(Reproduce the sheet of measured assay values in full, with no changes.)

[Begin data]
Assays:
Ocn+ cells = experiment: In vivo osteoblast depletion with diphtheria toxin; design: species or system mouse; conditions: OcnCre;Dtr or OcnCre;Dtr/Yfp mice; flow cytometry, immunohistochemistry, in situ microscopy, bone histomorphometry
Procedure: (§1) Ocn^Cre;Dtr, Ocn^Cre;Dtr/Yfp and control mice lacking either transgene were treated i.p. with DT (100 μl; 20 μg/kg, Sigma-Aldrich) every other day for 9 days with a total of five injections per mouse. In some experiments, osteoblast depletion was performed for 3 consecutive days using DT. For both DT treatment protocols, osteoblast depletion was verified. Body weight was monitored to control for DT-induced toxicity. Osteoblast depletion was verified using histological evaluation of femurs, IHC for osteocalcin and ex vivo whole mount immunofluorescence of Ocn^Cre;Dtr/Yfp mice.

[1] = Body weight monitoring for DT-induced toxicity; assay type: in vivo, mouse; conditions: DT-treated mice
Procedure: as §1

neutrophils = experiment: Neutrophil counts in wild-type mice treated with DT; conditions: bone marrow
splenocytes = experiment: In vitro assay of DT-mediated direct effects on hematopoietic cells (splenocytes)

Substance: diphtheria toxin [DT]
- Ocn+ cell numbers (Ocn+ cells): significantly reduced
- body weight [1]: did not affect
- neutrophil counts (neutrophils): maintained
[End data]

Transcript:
Assays:
Ocn+ cells = experiment: In vivo osteoblast depletion with diphtheria toxin; design: species or system mouse; conditions: OcnCre;Dtr or OcnCre;Dtr/Yfp mice; flow cytometry, immunohistochemistry, in situ microscopy, bone histomorphometry
Procedure: (§1) Ocn^Cre;Dtr, Ocn^Cre;Dtr/Yfp and control mice lacking either transgene were treated i.p. with DT (100 μl; 20 μg/kg, Sigma-Aldrich) every other day for 9 days with a total of five injections per mouse. In some experiments, osteoblast depletion was performed for 3 consecutive days using DT. For both DT treatment protocols, osteoblast depletion was verified. Body weight was monitored to control for DT-induced toxicity. Osteoblast depletion was verified using histological evaluation of femurs, IHC for osteocalcin and ex vivo whole mount immunofluorescence of Ocn^Cre;Dtr/Yfp mice.

[1] = Body weight monitoring for DT-induced toxicity; assay type: in vivo, mouse; conditions: DT-treated mice
Procedure: as §1

neutrophils = experiment: Neutrophil counts in wild-type mice treated with DT; conditions: bone marrow
splenocytes = experiment: In vitro assay of DT-mediated direct effects on hematopoietic cells (splenocytes)

Substance: diphtheria toxin [DT]
- Ocn+ cell numbers (Ocn+ cells): significantly reduced
- body weight [1]: did not affect
- neutrophil counts (neutrophils): maintained